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How much are closing costs for home sellers?

A single-story home with attached garage and yard
Artazum/Shutterstock
A single-story home with attached garage and yard
Artazum/Shutterstock

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While the buyer may be the one footing the bill for the purchase of a home in a real estate transaction, that doesn’t mean there aren’t any costs involved for homesellers. If you’re on the selling side of the deal, there are closing costs to consider: the fees associated with completing the sale and transfer of a home.

The exact amount of closing costs that sellers pay varies by state and with each transaction. In 2021, closing costs were about 1.03 percent of a home’s sale price, according to ClosingCorp.

What closing costs do sellers pay?

During the first half of 2021, the average closing costs for a single-family home were $6,837, according to ClosingCorp. These included both a lender’s and owner’s title policy, an appraisal, recording and settlement fees, a survey cost and transfer tax.

Closing costs are not the same as real estate commissions, which are also paid at the closing — usually by the seller. These have traditionally run about 6 percent of the home’s sale price. However, commissions have been trending downward. These days, they typically account for 4.9 to 4.94 percent of the home’s sale price. For a $400,000 listing, a 4.9 percent commission would equal $19,600. The buyer’s and seller’s agents typically split this fee down the middle.

Here’s a breakdown of some of the typical closing costs for sellers.

Types of closing fees Average cost
Data sources: The Mortgage Reports and My Mortgage Insider
Transfer taxes Varies by geographic location
Title Insurance $550
Escrow fees $350 to $1,000
Attorney fees Varies
Outstanding amount owed on mortgage Varies

What closing costs do buyers pay?

Although both homebuyers and sellers pay closing costs, the buyer is usually the party responsible for the bulk of the closing fees in a real estate sale. However, the exact amount each party pays is often part of the negotiations, and it’s common practice for the seller to offer a credit for some or all of the buyer’s closing costs. Here’s a breakdown of the typical closing costs for buyers.

Types of closing fees Average cost
Sources: The Mortgage Reports and My Mortgage Insider
Attorney fees Varies
Loan origination fee 1% of loan amount
Appraisal fees $450
Processing fee or underwriting fee $450
Credit report fees $35
Home inspection fees $300 to $500
Escrow and signing $450
Recording fees $110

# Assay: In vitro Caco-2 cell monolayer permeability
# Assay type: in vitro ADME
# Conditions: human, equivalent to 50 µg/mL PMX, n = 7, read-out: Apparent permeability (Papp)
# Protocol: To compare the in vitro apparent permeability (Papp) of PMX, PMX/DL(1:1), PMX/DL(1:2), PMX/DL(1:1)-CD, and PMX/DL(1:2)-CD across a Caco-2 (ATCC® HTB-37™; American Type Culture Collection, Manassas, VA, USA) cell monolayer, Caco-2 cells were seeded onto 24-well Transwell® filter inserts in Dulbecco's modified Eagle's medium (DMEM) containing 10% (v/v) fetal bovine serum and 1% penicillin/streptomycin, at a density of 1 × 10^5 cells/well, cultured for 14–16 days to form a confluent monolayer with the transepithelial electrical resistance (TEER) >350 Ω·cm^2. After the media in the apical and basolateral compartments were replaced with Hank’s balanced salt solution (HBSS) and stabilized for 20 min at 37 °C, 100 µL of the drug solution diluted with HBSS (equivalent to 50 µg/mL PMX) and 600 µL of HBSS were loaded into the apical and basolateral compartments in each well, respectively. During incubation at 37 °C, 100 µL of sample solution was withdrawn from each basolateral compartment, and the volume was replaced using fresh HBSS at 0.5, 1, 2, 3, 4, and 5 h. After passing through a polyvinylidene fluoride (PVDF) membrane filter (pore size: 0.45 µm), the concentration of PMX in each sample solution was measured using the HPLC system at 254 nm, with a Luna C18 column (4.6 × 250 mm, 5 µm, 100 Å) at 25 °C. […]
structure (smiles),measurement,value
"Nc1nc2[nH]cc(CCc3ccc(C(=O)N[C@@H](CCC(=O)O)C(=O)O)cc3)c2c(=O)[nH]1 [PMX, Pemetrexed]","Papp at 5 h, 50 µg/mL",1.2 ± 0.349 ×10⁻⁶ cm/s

Title search fee and title insurance $300 to $2,500


When are closing costs due?

Closing costs are due when you close on the sale of your home — the final step before you hand over the keys to the buyer. You will pay these fees when you and the buyer meet with the closing agent, title company and/or attorney to disburse the funds and sign the documents to complete the sale.

Note that you should take “due when you close” literally: Be sure to have your checks or money orders prepared in advance, and physically bring them with you to the closing. You’ll turn them over on the spot, not at a later date.

The law requires that both the buyer and seller receive closing documents that provide the details of the transaction at least three business days before closing. These documents will include an itemized list of closing fees.

How to reduce closing costs

The good news for sellers is that closing costs usually come out of the proceeds they receive from the sale. So you probably won’t have to come up with extra cash out-of-pocket if you’re on the listing side of things. There are a few ways, though, that you can try to lower fees:

  • Ask if your real estate agent is willing to take a lower commission, or work with an agent who offers discounted services. You may receive less marketing than you would otherwise when reducing the agent commission, though.
  • Consider selling your own home. Acting as your own agent, known as listing for sale by owner or FSBO, can help you avoid commission fees and hang on to more of  your home’s sale price.
  • See if the buyer will pay the closing costs, or, raise your home’s purchase price and agree to pay the buyer’s fees.
  • Negotiate better terms from your real estate attorney or title company.

Bottom Line

Keep in mind that your closing costs as the seller are in addition to the other costs of selling a house, including home repairs, staging costs and mortgage payments if you buy another house before your previous one sells. You may also be responsible for capital gains tax on the sale, which can impact your bottom line overall.

Written by
Mia Taylor
Contributing Writer
Mia Taylor is a contributor to Bankrate and an award-winning journalist who has two decades of experience and worked as a staff reporter or contributor for some of the nation's leading newspapers and websites including The Atlanta Journal-Constitution, the San Diego Union-Tribune, TheStreet, MSN and Credit.com.
Edited by
Senior real estate editor